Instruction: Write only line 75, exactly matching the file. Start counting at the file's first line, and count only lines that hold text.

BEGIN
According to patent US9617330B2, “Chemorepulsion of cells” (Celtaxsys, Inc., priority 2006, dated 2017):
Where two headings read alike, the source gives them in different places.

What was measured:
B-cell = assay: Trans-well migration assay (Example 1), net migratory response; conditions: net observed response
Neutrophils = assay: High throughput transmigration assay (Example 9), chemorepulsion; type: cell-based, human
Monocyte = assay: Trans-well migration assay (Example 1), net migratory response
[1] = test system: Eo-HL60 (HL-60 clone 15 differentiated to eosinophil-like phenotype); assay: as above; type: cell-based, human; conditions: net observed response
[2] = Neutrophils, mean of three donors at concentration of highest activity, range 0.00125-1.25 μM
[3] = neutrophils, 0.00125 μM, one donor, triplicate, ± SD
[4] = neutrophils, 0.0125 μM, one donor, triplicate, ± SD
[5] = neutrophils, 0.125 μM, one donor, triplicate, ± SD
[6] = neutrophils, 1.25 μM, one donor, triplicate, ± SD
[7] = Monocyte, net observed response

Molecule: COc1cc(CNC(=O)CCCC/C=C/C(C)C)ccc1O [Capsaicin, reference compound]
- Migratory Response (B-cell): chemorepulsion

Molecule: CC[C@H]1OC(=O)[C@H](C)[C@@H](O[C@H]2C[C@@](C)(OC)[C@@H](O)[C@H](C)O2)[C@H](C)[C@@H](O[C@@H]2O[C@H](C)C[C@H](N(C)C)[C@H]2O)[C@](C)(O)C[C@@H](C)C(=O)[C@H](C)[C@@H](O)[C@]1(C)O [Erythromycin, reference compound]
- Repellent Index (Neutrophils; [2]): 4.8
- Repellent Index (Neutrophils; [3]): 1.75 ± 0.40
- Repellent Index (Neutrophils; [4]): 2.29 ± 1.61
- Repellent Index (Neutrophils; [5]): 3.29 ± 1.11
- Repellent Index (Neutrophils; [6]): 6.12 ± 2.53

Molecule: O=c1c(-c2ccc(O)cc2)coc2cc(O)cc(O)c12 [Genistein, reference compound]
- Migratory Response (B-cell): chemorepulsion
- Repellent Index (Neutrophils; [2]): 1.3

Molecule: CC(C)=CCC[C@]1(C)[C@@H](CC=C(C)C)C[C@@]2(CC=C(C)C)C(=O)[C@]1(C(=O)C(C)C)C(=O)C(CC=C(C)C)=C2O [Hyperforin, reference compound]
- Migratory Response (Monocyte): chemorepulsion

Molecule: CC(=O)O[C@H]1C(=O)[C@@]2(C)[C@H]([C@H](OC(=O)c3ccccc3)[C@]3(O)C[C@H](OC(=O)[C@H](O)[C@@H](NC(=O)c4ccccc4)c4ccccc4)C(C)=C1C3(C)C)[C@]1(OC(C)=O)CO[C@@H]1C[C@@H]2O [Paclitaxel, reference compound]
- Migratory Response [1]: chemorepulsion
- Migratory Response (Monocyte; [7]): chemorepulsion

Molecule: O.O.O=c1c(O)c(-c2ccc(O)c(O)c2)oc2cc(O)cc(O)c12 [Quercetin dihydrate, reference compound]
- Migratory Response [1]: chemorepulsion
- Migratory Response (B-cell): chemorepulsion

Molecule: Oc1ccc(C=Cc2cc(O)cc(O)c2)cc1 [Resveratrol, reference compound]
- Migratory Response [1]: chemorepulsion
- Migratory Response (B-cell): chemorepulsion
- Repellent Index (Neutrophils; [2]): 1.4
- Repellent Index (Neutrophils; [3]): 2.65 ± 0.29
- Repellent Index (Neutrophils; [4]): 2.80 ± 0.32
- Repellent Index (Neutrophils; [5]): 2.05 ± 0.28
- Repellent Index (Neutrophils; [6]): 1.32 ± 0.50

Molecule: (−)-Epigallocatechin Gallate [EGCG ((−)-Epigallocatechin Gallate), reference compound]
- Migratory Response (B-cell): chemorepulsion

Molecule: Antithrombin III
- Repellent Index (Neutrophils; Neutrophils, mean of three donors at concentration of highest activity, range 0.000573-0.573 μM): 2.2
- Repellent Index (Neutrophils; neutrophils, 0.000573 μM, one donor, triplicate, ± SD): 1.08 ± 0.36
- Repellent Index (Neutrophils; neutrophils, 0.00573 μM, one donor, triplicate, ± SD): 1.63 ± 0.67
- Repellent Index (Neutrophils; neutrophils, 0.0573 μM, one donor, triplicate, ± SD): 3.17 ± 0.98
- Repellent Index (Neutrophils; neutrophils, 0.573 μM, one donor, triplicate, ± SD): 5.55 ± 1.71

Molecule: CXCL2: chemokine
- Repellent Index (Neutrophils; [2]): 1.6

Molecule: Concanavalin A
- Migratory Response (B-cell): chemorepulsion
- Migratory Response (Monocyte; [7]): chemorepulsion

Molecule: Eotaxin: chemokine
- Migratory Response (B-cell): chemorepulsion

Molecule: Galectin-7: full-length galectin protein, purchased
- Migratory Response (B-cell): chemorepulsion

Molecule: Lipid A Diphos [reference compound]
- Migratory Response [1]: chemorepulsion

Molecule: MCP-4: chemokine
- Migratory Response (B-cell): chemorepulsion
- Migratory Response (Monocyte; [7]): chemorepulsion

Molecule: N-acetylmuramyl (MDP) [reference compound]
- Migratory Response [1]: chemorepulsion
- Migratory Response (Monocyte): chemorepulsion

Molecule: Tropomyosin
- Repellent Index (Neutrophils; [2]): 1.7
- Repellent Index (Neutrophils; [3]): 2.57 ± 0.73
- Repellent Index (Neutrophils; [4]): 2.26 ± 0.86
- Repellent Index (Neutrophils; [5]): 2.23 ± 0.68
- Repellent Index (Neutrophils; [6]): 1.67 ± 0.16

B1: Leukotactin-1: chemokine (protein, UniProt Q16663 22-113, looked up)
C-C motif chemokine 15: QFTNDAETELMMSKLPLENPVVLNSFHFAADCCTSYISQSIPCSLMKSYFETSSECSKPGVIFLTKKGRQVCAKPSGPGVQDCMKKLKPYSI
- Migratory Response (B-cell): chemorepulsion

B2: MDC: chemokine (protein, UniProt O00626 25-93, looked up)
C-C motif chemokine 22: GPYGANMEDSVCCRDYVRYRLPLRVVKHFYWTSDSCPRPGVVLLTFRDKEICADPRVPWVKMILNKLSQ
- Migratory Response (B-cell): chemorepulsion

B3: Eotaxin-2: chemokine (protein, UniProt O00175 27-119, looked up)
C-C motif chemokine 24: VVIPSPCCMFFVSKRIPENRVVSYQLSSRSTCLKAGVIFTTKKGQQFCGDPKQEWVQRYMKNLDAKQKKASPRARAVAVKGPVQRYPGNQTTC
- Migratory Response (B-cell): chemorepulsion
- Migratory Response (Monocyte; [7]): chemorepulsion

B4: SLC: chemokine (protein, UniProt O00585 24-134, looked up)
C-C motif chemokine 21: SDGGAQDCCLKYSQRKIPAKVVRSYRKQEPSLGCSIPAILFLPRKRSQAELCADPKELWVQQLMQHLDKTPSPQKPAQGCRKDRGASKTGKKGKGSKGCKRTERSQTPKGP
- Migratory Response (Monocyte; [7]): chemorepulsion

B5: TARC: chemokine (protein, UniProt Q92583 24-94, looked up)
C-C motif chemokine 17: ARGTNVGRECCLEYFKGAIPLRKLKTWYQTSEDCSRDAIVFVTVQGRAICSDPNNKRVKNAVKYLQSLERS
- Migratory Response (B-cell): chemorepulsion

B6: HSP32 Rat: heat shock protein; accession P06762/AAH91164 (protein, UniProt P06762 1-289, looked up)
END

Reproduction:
B2: MDC: chemokine (protein, UniProt O00626 25-93, looked up)